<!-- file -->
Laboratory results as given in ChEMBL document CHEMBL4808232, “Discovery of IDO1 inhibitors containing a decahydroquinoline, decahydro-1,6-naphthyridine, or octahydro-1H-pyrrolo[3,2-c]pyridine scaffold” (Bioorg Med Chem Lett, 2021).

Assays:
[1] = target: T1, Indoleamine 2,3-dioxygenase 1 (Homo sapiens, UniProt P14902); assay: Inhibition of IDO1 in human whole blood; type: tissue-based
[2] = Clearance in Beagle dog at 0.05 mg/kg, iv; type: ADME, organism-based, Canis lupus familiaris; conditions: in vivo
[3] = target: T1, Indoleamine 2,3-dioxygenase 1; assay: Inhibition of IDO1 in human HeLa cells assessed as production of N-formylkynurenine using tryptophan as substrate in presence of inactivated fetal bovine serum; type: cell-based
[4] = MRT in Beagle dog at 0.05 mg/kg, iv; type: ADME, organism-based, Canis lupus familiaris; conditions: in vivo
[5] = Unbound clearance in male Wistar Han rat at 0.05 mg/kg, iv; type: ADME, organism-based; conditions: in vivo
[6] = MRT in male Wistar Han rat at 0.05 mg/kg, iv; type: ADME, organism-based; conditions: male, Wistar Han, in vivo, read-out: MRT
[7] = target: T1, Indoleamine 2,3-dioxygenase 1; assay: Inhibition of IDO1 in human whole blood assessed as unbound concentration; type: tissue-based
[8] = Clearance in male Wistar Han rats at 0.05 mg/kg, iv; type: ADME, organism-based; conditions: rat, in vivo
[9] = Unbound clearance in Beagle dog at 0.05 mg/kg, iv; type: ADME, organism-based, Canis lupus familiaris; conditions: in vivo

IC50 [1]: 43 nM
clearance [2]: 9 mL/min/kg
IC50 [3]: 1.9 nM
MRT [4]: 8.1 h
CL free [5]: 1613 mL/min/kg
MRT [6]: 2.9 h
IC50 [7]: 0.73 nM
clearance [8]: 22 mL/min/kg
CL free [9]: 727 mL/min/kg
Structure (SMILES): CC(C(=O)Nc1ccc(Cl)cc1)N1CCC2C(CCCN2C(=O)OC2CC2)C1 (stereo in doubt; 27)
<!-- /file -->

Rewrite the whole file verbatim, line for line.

Laboratory results as given in ChEMBL document CHEMBL4808232, “Discovery of IDO1 inhibitors containing a decahydroquinoline, decahydro-1,6-naphthyridine, or octahydro-1H-pyrrolo[3,2-c]pyridine scaffold” (Bioorg Med Chem Lett, 2021).

Assays:
[1] = target: T1, Indoleamine 2,3-dioxygenase 1 (Homo sapiens, UniProt P14902); assay: Inhibition of IDO1 in human whole blood; type: tissue-based
[2] = Clearance in Beagle dog at 0.05 mg/kg, iv; type: ADME, organism-based, Canis lupus familiaris; conditions: in vivo
[3] = target: T1, Indoleamine 2,3-dioxygenase 1; assay: Inhibition of IDO1 in human HeLa cells assessed as production of N-formylkynurenine using tryptophan as substrate in presence of inactivated fetal bovine serum; type: cell-based
[4] = MRT in Beagle dog at 0.05 mg/kg, iv; type: ADME, organism-based, Canis lupus familiaris; conditions: in vivo
[5] = Unbound clearance in male Wistar Han rat at 0.05 mg/kg, iv; type: ADME, organism-based; conditions: in vivo
[6] = MRT in male Wistar Han rat at 0.05 mg/kg, iv; type: ADME, organism-based; conditions: male, Wistar Han, in vivo, read-out: MRT
[7] = target: T1, Indoleamine 2,3-dioxygenase 1; assay: Inhibition of IDO1 in human whole blood assessed as unbound concentration; type: tissue-based
[8] = Clearance in male Wistar Han rats at 0.05 mg/kg, iv; type: ADME, organism-based; conditions: rat, in vivo
[9] = Unbound clearance in Beagle dog at 0.05 mg/kg, iv; type: ADME, organism-based, Canis lupus familiaris; conditions: in vivo

IC50 [1]: 43 nM
clearance [2]: 9 mL/min/kg
IC50 [3]: 1.9 nM
MRT [4]: 8.1 h
CL free [5]: 1613 mL/min/kg
MRT [6]: 2.9 h
IC50 [7]: 0.73 nM
clearance [8]: 22 mL/min/kg
CL free [9]: 727 mL/min/kg
Structure (SMILES): CC(C(=O)Nc1ccc(Cl)cc1)N1CCC2C(CCCN2C(=O)OC2CC2)C1 (stereo in doubt; 27)